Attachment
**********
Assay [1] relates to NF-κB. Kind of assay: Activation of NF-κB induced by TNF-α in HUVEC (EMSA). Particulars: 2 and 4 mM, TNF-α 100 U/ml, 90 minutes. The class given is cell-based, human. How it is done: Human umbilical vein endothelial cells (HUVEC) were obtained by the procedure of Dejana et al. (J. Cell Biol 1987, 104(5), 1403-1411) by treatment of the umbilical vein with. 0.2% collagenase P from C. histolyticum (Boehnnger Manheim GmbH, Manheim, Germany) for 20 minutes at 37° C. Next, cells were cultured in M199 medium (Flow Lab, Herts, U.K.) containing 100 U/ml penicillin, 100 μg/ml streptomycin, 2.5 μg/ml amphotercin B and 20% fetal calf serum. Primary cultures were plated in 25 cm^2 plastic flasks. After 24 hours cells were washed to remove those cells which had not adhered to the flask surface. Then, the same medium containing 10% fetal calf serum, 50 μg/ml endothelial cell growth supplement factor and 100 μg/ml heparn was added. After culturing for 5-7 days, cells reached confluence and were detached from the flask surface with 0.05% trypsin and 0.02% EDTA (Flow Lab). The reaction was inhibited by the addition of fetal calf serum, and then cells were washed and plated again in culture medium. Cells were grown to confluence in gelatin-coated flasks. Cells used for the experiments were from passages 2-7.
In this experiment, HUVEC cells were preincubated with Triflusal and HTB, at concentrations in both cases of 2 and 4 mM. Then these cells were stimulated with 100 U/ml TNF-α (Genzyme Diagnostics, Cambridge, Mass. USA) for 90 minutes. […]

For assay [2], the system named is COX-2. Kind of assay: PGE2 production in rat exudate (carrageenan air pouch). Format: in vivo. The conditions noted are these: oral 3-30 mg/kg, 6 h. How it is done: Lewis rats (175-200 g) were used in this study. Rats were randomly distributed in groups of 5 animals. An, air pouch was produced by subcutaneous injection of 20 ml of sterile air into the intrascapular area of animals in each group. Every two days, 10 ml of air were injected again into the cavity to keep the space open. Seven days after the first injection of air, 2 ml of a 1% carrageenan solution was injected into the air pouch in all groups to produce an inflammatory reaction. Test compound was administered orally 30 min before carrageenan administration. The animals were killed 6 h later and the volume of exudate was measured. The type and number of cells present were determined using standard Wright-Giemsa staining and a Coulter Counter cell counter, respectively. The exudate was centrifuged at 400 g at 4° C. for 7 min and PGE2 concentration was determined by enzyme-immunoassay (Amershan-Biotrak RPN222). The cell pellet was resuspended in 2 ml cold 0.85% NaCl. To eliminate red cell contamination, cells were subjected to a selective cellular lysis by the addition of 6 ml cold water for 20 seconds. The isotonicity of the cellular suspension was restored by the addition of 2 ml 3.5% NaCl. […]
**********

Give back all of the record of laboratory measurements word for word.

Assay [1] relates to NF-κB. Kind of assay: Activation of NF-κB induced by TNF-α in HUVEC (EMSA). Particulars: 2 and 4 mM, TNF-α 100 U/ml, 90 minutes. The class given is cell-based, human. How it is done: Human umbilical vein endothelial cells (HUVEC) were obtained by the procedure of Dejana et al. (J. Cell Biol 1987, 104(5), 1403-1411) by treatment of the umbilical vein with. 0.2% collagenase P from C. histolyticum (Boehnnger Manheim GmbH, Manheim, Germany) for 20 minutes at 37° C. Next, cells were cultured in M199 medium (Flow Lab, Herts, U.K.) containing 100 U/ml penicillin, 100 μg/ml streptomycin, 2.5 μg/ml amphotercin B and 20% fetal calf serum. Primary cultures were plated in 25 cm^2 plastic flasks. After 24 hours cells were washed to remove those cells which had not adhered to the flask surface. Then, the same medium containing 10% fetal calf serum, 50 μg/ml endothelial cell growth supplement factor and 100 μg/ml heparn was added. After culturing for 5-7 days, cells reached confluence and were detached from the flask surface with 0.05% trypsin and 0.02% EDTA (Flow Lab). The reaction was inhibited by the addition of fetal calf serum, and then cells were washed and plated again in culture medium. Cells were grown to confluence in gelatin-coated flasks. Cells used for the experiments were from passages 2-7.
In this experiment, HUVEC cells were preincubated with Triflusal and HTB, at concentrations in both cases of 2 and 4 mM. Then these cells were stimulated with 100 U/ml TNF-α (Genzyme Diagnostics, Cambridge, Mass. USA) for 90 minutes. […]

For assay [2], the system named is COX-2. Kind of assay: PGE2 production in rat exudate (carrageenan air pouch). Format: in vivo. The conditions noted are these: oral 3-30 mg/kg, 6 h. How it is done: Lewis rats (175-200 g) were used in this study. Rats were randomly distributed in groups of 5 animals. An, air pouch was produced by subcutaneous injection of 20 ml of sterile air into the intrascapular area of animals in each group. Every two days, 10 ml of air were injected again into the cavity to keep the space open. Seven days after the first injection of air, 2 ml of a 1% carrageenan solution was injected into the air pouch in all groups to produce an inflammatory reaction. Test compound was administered orally 30 min before carrageenan administration. The animals were killed 6 h later and the volume of exudate was measured. The type and number of cells present were determined using standard Wright-Giemsa staining and a Coulter Counter cell counter, respectively. The exudate was centrifuged at 400 g at 4° C. for 7 min and PGE2 concentration was determined by enzyme-immunoassay (Amershan-Biotrak RPN222). The cell pellet was resuspended in 2 ml cold 0.85% NaCl. To eliminate red cell contamination, cells were subjected to a selective cellular lysis by the addition of 6 ml cold water for 20 seconds. The isotonicity of the cellular suspension was restored by the addition of 2 ml 3.5% NaCl. […]